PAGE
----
I woke up this morning to a stream of messages from my girlfriends on WhatsApp. Usually this means a celebrity has died or someone we haven't seen for the better part of a decade has got engaged. But in this case, the messages all started with a picture of a very pretty, slim girl in a short black dress. An unrecognisable Adele – along with dozens of comments.
"She looks amazing"; "She's so beautiful now"; "I didn't recognise her"; "Her body is insane"; "Her cheekbones could cut glass"; "Good for her"; "Well done".
She would probably be receiving slightly less praise if she had found an overnight cure for Covid-19.
As a society, we are supposed to have progressed beyond noticing what a woman weighs. The A+ feminist reaction to her reported 44kg weight loss would be to have no reaction at all. But while I would dearly love to pretend that I saw the photos and moved on with my day, I didn't. I saw the photos and my heart sank. I felt personally affronted, as if Adele had done something deliberately to hurt me.
My body looks similar to Adele's "old" body. Medium sized. Plump. Not the kind of large that you'd stop to look at on the street but definitely not thin. My body is the body that Adele didn't want to have anymore and clearly spent a lot of time and effort trying to change.
Back when she would arrive at an awards ceremony, a size 14/16, wearing a beautiful beaded gown and industrial quantities of eyeliner, I felt a kinship with her. She looked lovely in the same way that I can look lovely, if someone spends lots of time doing my hair and makeup and I wear a Heist bodysuit underneath a well-cut dress. But Adele doesn't look like me - or the average (size 16) British woman - any more.
It's not just the weight loss itself, either. It's the reaction to her weight loss. Thanks to this new set of photos I will spend the coming days hearing people talking about how amazing Adele looks, with a heavy subtext of: "She looks better now that she's thin."
Every single time someone marvels at Adele's body, it reinforces the message that bodies look better when they are smaller. That people are worth more when they are smaller. A particularly hard message to receive at a time when so many of us have gained weight in lockdown.
When I've spoken previously about the sense of betrayal that I get when someone who used to have a body like mine loses weight, people have been quick to accuse me of jealousy. And those people are quite right. There is an undeniable aspect of jealousy in my reaction to Adele's weight loss, just as there has been every time someone I know in real life goes from having a body like mine to a body like a Love Island contestant.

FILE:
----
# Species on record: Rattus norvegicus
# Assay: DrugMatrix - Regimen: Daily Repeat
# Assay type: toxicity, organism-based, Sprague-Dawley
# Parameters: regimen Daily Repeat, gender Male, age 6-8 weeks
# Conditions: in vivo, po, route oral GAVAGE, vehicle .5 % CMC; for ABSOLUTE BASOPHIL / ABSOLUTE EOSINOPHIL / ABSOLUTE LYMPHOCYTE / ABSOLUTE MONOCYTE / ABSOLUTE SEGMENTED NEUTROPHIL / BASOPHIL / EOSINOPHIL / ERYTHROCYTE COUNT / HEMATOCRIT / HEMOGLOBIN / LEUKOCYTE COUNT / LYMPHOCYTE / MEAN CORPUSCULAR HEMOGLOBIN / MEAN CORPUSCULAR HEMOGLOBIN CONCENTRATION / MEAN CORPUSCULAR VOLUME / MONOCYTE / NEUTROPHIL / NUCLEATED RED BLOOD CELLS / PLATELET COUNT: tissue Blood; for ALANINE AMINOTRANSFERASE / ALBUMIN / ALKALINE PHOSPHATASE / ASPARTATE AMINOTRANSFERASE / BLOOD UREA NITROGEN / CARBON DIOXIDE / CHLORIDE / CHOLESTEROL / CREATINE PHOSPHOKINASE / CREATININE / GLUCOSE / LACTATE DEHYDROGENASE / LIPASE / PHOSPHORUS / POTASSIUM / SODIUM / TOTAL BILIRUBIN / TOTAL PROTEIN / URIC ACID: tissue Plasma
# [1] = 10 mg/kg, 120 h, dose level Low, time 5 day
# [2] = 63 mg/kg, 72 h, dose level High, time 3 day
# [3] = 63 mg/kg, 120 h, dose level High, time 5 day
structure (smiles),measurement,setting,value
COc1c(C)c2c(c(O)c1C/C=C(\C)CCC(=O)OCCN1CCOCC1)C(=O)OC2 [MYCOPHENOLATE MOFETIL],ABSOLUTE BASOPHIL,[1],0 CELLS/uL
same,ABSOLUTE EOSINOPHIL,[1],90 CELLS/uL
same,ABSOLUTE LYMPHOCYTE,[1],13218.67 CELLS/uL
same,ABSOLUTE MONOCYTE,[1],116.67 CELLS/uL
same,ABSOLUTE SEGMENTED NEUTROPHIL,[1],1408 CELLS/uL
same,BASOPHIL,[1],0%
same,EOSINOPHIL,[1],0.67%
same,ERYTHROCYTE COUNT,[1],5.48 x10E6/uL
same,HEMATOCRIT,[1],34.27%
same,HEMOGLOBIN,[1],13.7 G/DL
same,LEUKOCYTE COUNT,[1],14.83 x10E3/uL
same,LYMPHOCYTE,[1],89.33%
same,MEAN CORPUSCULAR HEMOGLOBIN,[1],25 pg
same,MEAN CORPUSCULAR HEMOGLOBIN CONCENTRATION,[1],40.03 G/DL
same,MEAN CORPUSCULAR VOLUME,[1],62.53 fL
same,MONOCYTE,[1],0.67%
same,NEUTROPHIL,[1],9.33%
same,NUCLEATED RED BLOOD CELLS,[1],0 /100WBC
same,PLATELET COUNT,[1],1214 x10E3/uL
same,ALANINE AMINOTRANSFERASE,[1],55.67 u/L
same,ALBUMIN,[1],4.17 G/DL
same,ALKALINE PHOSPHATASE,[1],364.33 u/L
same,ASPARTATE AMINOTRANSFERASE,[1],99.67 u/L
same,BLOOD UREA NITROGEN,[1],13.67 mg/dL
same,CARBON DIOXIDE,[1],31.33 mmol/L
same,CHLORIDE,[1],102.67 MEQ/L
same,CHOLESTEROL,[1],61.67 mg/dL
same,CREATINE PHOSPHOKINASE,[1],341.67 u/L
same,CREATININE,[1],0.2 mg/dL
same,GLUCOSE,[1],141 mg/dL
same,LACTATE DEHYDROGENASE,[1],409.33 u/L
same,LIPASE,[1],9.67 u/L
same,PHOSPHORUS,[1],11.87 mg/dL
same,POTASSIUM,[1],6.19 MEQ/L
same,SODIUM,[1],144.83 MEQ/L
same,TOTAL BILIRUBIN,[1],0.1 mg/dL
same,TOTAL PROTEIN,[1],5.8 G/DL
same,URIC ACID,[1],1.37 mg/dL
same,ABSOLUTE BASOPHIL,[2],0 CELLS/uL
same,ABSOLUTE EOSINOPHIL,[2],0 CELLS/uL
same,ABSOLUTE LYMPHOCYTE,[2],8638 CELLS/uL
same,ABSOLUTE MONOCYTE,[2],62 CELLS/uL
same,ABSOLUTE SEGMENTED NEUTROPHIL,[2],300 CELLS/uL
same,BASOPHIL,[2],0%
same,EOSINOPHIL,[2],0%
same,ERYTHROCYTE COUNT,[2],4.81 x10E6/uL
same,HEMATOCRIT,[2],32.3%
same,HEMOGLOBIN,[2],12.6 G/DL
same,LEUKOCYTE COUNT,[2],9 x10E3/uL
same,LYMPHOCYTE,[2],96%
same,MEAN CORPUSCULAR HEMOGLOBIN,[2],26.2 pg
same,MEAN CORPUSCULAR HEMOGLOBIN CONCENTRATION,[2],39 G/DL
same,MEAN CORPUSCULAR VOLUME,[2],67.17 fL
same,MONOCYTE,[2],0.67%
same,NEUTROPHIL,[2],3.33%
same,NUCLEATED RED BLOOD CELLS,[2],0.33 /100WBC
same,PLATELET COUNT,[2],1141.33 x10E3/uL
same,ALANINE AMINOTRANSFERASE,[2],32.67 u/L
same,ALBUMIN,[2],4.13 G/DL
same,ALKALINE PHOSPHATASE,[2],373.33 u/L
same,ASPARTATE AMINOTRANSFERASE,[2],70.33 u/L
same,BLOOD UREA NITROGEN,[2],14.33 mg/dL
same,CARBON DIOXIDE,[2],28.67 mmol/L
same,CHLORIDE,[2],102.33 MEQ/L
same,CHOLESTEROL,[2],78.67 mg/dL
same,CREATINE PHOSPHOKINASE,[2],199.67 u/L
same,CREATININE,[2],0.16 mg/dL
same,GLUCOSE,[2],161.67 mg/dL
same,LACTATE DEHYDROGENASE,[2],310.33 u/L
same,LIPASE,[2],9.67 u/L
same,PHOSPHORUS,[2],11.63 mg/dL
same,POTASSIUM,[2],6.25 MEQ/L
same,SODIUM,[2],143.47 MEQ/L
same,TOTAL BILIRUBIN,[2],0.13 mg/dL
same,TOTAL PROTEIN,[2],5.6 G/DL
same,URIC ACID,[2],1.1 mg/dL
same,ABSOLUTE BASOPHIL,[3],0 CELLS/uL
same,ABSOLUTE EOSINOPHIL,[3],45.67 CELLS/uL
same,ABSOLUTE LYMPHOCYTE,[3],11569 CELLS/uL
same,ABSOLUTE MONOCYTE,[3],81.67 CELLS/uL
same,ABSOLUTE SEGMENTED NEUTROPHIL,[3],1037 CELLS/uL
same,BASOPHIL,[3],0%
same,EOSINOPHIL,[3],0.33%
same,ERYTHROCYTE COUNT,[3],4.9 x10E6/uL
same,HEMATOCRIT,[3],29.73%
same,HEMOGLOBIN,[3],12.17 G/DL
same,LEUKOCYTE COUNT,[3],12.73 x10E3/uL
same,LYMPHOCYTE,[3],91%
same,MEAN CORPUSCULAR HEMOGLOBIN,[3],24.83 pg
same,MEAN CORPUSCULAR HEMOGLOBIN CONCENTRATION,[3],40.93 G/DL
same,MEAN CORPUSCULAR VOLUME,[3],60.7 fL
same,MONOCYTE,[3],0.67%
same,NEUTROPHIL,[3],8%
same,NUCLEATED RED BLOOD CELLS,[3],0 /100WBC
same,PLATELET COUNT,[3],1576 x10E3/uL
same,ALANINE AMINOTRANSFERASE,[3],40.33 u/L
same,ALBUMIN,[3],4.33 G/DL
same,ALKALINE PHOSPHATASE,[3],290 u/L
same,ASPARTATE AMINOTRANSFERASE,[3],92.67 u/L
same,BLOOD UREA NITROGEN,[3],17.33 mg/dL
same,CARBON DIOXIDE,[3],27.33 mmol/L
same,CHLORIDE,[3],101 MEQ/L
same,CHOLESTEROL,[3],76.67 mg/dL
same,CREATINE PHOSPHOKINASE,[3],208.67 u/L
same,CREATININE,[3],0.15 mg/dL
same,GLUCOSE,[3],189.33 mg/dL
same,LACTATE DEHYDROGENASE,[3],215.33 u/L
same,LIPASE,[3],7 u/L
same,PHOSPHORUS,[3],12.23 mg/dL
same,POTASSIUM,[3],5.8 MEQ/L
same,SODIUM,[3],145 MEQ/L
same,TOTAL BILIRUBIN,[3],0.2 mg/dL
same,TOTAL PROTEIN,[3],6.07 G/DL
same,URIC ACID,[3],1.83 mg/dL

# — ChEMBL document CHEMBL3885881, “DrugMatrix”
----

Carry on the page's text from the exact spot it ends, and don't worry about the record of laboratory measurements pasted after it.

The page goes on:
I envy the ability to transform, I envy the joy of having a teeny-tiny body and I envy the stream of compliments. I am absolutely jealous. I've been raised in a society that regards a small frame as the ultimate female achievement – how could I be anything other than jealous of those who manage to achieve what I myself have failed at so many times?
There are plenty of people online who claim we should say nothing about Adele's body; that her weight is none of our business. And while I think that sentiment is admirable, it's just not realistic. As mid-sized women have so little representation in the public eye, Adele's body is fraught, political ground. Of course, I don't blame her for wanting to bathe in the approval that comes with weight loss, especially after spending a decade in an industry that celebrates conventional beauty and shoved her into a poncho during the early years of her career when she was at her physical biggest.
Adele has every right to do what she likes with her body. But she's a global megastar and that means that what she does with her body has a knock-on effect for the rest of us.
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Back in 2012, when Adele was around a size 16, she told US TV show 60 Minutes, "I represent the majority of women and I'm very proud of that." She then vowed never to become a "skinny Minnie." Of course Adele shouldn't be expected to live with a body she dislikes because she promised eight years ago that she wouldn't get thin. But the people on the internet who claim we should all ignore the changes to her physique seem to have forgotten that Adele was adopted as the emblem for mid-sized women a long time ago and seemed happy and comfortable with that body-positive role.
Adele owes me (and the rest of the women struggling with her weight loss) nothing – least of all her dress size. She's a newly single mum, she's been through a "£140 million" divorce in the last year and was recently pictured getting extremely upset at Heathrow airport, so it seems like she's probably got enough to be coping with, without adding the body image woes to strangers to her list.
But in a world with so few mid-size role models, it can hardly come as a surprise that her defection to team skinny from team "do you have this in the next size up?" feels hurtful for women like me.
It's okay to feel a sting when people say how "great" she now looks. It's okay to mourn seeing pictures of someone your own dress size being beautiful on a red carpet. And it's okay if the combination of lockdown weight gain, juxtaposed with Adele's "stunning new body" has made you feel sad. It doesn't make you a bad feminist or a bad person – and you're certainly not the only one who is feeling that way.